to restructure

the sentence our lives are making.

Now I see your obituary,

your death

covered with words

I wish were

your new poem,

another glimpse of

the unseen:

an energy field

more intense than war.

MURRAY BODO is a Franciscan friar, author, and writer in residence at Thomas More College in Cincinnati, Ohio. Phrases in italics are from Denise Levertov’s poem "Making Peace." The online version does not represent the poet's original layout.

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Sojourners Magazine July-August 1999
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Fat God/Thin God

Fat God

How can you mean to satisfy us by hurling down your bait—

love writhing on a hook and snagged in our guts—

while you, enthroned on the praises of your people

still sit, obese with the answers we still crave?

 

Thin God

Surely you must be thin by now, old fisherman,

dragging your hook through the centuries,

casting for us with every morsel of yourself,

luring emaciated us with a bait fish more succulent

than we have dreamed ourselves to be.

 

KEVINHADDUCK is the director of the Center for Academic Development at McPherson College in McPherson, Kansas, where he lives with his wife and two sons.

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Sojourners Magazine May-June 1999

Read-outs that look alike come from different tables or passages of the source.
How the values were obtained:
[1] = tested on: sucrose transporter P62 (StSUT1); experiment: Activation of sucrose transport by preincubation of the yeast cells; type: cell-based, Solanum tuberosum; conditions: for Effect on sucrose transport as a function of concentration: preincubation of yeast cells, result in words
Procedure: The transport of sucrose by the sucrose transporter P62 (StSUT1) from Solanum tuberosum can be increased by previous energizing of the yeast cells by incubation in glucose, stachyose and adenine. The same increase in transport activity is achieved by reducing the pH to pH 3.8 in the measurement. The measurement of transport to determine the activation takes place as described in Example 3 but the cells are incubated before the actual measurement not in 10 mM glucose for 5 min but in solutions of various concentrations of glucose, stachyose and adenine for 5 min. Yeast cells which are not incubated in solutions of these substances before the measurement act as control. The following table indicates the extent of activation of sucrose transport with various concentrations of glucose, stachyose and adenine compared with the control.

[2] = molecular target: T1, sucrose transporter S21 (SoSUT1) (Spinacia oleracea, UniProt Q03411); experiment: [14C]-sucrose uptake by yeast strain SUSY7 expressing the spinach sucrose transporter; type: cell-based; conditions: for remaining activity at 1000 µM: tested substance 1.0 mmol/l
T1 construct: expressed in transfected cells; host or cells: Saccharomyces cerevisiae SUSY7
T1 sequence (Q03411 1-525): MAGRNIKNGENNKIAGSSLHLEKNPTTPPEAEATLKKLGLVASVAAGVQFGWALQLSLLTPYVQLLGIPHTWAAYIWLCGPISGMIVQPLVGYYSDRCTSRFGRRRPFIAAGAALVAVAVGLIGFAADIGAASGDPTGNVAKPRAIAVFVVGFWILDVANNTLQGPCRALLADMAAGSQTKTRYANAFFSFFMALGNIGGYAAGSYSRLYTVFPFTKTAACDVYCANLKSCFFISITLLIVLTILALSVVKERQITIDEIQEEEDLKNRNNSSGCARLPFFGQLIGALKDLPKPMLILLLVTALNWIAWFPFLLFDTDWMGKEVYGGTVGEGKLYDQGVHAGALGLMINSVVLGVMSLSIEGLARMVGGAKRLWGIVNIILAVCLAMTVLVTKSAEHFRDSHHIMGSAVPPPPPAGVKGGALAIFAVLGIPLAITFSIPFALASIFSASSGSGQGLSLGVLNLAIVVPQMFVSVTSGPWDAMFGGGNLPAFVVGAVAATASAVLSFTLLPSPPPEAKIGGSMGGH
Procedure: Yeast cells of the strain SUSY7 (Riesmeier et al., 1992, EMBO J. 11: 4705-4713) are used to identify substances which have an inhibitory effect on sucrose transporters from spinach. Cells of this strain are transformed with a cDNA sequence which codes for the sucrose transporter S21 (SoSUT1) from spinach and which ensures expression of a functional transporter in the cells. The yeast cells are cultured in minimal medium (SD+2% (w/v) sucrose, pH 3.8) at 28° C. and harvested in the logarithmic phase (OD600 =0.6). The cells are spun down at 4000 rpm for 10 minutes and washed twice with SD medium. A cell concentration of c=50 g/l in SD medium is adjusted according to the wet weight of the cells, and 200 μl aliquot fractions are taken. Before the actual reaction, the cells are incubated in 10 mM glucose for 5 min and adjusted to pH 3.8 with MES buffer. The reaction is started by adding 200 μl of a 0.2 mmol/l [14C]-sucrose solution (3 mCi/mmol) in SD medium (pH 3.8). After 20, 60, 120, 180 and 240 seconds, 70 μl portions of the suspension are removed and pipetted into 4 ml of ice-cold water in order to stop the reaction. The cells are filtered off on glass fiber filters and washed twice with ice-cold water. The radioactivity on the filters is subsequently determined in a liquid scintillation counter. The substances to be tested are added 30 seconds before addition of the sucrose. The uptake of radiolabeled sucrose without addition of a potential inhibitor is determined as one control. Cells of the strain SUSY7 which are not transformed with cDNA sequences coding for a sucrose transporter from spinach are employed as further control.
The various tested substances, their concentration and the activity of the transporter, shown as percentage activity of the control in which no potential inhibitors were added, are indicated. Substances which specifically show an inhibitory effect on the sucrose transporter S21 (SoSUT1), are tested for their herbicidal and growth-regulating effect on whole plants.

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Exodus

I praise an ordinary woman,
greyblonde and stocky, nearing
forty, who stood as part of
a snarling crowd outside
Central High School in Little Rock
on September fifth, 1957.

She watched as eight
black teenagers (all chosen
for excellent grades)
got out of a Chevy wagon.
She watched them approach
the ring of Guardsmen
ordered to turn them away, saw
the crewcuts, the loose slung rifles
the fingers more used to basketballs
drumming on billy sticks.

When the eight faltered
and finally turned back
she might have helped scream them away.

And then she saw the latecomer ninth
walk into the spit of Nigger go home—
a girl named Elizabeth Eckford
in crinolines and a pressed white blouse
fifteen, too shy to bolt
the only black person in sight.

And suddenly this unknown
woman, her face ambushed by pity,
stepped out from the mob
and touched Elizabeth Eckford's shoulder.

Made of herself a shield and wedge,
shamed her own to give way
and brought the girl out, through the bitter swell
roaring and closing
behind them.

JUDITH YARNALL teaches writing and literature at Johnson State College in Johnson, Vermont.

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Sojourners Magazine March-April 1999